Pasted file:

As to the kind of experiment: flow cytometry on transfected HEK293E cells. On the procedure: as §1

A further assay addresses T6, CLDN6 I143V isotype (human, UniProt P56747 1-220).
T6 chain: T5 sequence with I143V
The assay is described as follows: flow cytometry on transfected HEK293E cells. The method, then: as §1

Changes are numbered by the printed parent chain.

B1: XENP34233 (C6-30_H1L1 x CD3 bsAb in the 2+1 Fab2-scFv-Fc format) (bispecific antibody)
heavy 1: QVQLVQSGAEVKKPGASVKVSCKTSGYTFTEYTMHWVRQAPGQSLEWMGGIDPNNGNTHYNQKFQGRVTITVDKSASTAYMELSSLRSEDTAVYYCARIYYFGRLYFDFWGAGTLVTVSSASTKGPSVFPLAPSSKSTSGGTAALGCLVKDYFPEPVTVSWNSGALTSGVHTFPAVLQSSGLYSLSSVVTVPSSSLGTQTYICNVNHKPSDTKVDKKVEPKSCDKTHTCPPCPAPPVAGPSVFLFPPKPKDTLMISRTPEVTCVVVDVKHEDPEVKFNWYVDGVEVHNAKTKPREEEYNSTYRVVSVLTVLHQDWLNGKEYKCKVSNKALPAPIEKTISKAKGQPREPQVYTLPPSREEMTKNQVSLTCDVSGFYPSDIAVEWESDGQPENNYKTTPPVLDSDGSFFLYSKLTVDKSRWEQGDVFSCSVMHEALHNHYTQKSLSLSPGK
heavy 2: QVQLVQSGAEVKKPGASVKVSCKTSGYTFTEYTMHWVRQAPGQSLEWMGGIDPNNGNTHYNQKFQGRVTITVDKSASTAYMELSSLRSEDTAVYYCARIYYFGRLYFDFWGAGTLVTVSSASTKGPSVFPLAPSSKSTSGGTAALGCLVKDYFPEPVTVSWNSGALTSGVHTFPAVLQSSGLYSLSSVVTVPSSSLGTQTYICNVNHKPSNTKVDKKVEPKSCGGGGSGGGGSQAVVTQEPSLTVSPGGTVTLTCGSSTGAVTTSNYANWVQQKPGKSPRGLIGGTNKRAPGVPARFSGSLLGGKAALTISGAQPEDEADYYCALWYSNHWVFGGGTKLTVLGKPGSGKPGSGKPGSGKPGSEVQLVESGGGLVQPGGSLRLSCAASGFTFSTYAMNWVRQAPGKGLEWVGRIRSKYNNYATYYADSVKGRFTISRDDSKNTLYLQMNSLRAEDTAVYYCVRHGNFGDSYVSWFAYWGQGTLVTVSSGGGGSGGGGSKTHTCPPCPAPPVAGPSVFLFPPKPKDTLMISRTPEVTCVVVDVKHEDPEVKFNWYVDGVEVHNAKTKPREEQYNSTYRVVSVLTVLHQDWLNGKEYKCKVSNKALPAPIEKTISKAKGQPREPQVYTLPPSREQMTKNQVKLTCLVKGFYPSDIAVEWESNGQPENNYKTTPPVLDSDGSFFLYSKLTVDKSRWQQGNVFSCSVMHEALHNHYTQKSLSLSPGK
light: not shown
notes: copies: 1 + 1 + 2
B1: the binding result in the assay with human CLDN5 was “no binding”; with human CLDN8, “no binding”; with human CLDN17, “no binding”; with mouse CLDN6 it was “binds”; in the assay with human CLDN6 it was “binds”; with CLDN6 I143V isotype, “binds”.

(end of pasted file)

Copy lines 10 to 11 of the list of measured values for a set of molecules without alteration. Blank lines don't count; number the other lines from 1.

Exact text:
notes: copies: 1 + 1 + 2
B1: the binding result in the assay with human CLDN5 was “no binding”; with human CLDN8, “no binding”; with human CLDN17, “no binding”; with mouse CLDN6 it was “binds”; in the assay with human CLDN6 it was “binds”; with CLDN6 I143V isotype, “binds”.